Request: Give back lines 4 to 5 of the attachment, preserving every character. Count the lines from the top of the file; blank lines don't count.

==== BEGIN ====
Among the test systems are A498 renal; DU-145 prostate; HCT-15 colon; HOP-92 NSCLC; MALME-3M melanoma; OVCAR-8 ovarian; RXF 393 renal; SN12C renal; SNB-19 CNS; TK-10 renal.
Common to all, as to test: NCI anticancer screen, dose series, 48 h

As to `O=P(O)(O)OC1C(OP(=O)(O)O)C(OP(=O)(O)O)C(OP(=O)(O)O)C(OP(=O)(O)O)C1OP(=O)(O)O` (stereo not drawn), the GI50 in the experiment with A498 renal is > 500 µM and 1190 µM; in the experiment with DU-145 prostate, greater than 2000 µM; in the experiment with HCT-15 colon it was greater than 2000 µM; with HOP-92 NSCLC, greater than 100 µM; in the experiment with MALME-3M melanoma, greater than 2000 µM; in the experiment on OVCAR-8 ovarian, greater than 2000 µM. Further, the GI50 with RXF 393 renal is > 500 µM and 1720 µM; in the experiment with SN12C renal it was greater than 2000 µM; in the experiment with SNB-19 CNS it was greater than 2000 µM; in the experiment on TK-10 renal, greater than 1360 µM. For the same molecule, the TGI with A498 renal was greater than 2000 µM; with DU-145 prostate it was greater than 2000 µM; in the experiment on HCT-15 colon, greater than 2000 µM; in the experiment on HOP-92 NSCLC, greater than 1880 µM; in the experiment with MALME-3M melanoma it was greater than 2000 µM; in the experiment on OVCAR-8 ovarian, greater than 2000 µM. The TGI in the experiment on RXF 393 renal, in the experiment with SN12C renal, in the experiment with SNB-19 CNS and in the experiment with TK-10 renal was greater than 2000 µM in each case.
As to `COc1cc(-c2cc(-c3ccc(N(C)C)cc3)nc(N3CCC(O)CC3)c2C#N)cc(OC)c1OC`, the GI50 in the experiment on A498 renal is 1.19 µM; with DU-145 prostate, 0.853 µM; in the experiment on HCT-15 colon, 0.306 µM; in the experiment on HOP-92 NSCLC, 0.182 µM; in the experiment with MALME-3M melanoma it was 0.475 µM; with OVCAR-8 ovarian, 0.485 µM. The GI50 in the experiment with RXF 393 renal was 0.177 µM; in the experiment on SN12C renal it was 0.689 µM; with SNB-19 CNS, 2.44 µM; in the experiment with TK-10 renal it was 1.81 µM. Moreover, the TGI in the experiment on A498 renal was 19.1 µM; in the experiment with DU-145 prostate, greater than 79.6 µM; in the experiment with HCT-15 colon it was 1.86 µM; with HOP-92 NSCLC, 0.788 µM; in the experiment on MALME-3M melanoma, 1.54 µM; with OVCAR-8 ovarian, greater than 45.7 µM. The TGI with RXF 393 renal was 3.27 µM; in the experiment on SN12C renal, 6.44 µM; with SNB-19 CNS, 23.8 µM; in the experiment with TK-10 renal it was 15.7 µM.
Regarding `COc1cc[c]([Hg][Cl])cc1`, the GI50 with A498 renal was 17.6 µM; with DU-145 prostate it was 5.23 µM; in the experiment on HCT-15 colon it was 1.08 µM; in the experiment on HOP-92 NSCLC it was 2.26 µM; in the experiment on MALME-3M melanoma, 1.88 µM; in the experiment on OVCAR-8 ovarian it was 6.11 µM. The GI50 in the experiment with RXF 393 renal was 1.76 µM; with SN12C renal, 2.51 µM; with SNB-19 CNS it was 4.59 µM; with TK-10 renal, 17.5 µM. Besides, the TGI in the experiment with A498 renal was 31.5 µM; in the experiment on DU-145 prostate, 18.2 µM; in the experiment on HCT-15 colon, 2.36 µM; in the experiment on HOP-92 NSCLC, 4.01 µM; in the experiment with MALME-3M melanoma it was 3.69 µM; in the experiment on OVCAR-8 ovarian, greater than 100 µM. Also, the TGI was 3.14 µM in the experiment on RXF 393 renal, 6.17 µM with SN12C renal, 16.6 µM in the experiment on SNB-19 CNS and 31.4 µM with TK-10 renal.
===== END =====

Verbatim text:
As to `COc1cc(-c2cc(-c3ccc(N(C)C)cc3)nc(N3CCC(O)CC3)c2C#N)cc(OC)c1OC`, the GI50 in the experiment on A498 renal is 1.19 µM; with DU-145 prostate, 0.853 µM; in the experiment on HCT-15 colon, 0.306 µM; in the experiment on HOP-92 NSCLC, 0.182 µM; in the experiment with MALME-3M melanoma it was 0.475 µM; with OVCAR-8 ovarian, 0.485 µM. The GI50 in the experiment with RXF 393 renal was 0.177 µM; in the experiment on SN12C renal it was 0.689 µM; with SNB-19 CNS, 2.44 µM; in the experiment with TK-10 renal it was 1.81 µM. Moreover, the TGI in the experiment on A498 renal was 19.1 µM; in the experiment with DU-145 prostate, greater than 79.6 µM; in the experiment with HCT-15 colon it was 1.86 µM; with HOP-92 NSCLC, 0.788 µM; in the experiment on MALME-3M melanoma, 1.54 µM; with OVCAR-8 ovarian, greater than 45.7 µM. The TGI with RXF 393 renal was 3.27 µM; in the experiment on SN12C renal, 6.44 µM; with SNB-19 CNS, 23.8 µM; in the experiment with TK-10 renal it was 15.7 µM.
Regarding `COc1cc[c]([Hg][Cl])cc1`, the GI50 with A498 renal was 17.6 µM; with DU-145 prostate it was 5.23 µM; in the experiment on HCT-15 colon it was 1.08 µM; in the experiment on HOP-92 NSCLC it was 2.26 µM; in the experiment on MALME-3M melanoma, 1.88 µM; in the experiment on OVCAR-8 ovarian it was 6.11 µM. The GI50 in the experiment with RXF 393 renal was 1.76 µM; with SN12C renal, 2.51 µM; with SNB-19 CNS it was 4.59 µM; with TK-10 renal, 17.5 µM. Besides, the TGI in the experiment with A498 renal was 31.5 µM; in the experiment on DU-145 prostate, 18.2 µM; in the experiment on HCT-15 colon, 2.36 µM; in the experiment on HOP-92 NSCLC, 4.01 µM; in the experiment with MALME-3M melanoma it was 3.69 µM; in the experiment on OVCAR-8 ovarian, greater than 100 µM. Also, the TGI was 3.14 µM in the experiment on RXF 393 renal, 6.17 µM with SN12C renal, 16.6 µM in the experiment on SNB-19 CNS and 31.4 µM with TK-10 renal.